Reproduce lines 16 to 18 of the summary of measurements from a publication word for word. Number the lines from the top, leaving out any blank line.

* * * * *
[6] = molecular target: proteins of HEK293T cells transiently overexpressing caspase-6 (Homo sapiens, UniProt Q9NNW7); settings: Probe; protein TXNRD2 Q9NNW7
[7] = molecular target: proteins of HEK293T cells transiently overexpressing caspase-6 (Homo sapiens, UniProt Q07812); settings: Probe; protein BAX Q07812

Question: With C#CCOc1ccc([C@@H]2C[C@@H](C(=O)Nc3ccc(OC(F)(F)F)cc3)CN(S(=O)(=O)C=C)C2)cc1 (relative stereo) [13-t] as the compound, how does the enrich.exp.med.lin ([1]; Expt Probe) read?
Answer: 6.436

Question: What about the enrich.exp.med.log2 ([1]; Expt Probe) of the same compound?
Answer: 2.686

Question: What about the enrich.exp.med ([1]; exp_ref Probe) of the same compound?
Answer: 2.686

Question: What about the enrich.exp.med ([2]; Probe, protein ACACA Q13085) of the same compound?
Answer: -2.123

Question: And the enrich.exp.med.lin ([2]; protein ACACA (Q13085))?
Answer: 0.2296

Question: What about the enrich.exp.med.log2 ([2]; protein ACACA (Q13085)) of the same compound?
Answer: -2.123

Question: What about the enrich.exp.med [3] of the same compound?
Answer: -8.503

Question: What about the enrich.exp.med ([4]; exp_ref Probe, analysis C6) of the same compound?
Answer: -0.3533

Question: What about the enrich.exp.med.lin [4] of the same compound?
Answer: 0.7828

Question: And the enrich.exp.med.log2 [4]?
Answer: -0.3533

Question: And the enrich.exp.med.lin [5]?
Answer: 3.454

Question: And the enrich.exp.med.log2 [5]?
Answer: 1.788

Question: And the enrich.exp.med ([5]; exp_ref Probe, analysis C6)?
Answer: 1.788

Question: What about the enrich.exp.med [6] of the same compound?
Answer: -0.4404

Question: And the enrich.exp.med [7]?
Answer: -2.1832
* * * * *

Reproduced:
Answer: -8.503

Question: What about the enrich.exp.med ([4]; exp_ref Probe, analysis C6) of the same compound?
Answer: -0.3533